Belfield resident Donald Denning doesn't have a problem with the work.
"Redoing the road, and they're doing it right," said Denning.
It's the price tag of the job that has him and others, concerned.
"It's the cost, and how the city has drived up the cost," said Denning.
The special assessment for improving the city's roads has Denning paying more than $47,000. The assessment commission divided the area into four districts, and the amount residents pay, depends on the size of their lot. Many say they can't afford the costs.
"Neighbors up the way, they're gonna walk off. The renters have already moved out some up north," explained Denning.
But, there are some who couldn't imagine leaving.
"We'll stay here as long as we can, we love the community, the people," said Donald Jablonsky, Belfield resident.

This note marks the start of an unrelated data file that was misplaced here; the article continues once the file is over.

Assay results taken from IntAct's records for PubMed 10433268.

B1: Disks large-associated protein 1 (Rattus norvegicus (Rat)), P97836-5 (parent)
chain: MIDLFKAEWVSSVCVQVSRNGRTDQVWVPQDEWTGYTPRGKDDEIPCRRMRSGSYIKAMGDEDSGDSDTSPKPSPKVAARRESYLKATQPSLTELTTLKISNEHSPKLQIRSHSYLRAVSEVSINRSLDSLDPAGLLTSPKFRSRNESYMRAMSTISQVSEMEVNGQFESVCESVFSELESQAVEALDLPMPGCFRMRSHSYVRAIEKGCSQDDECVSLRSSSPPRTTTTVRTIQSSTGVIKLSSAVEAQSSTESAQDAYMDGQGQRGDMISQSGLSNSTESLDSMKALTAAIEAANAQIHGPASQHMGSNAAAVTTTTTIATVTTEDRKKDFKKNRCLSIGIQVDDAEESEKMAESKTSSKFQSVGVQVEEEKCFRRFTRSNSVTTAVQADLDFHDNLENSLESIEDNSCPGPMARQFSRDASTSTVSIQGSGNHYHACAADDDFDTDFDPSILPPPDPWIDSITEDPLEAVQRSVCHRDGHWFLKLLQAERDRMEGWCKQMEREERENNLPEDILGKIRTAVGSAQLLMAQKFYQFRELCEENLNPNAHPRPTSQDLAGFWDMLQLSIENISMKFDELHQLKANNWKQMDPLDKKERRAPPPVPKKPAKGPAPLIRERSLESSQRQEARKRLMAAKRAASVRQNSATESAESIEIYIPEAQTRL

Jablonsky has lived in his home since 1980 and says over the years, the roads have deteriorated. He believes the project is necessary and that Belfield is not the only community with high assessment costs.
"I have friends that live in different cities; Dickinson, Bismarck and so forth, and their specials aren't cheap either," said Jablonsky.
Jablonsky adds that the time is right, with the recent work on the city's water piping. Belfield City Council member Jeff Iverson agrees.
"Make a positive step forward for this community," said Iverson.
Iverson says the city could have notified residents more about the assessments, and he has apologized for this. And they are considering other options to help alleviate costs.
"We are going to downscale, the reason it was as big as it was, that was a concern and that was because we felt we would get a better price with a big project," said Iverson.
The council will meet with residents early next week to decide on a solution and work will continue on Belfield streets.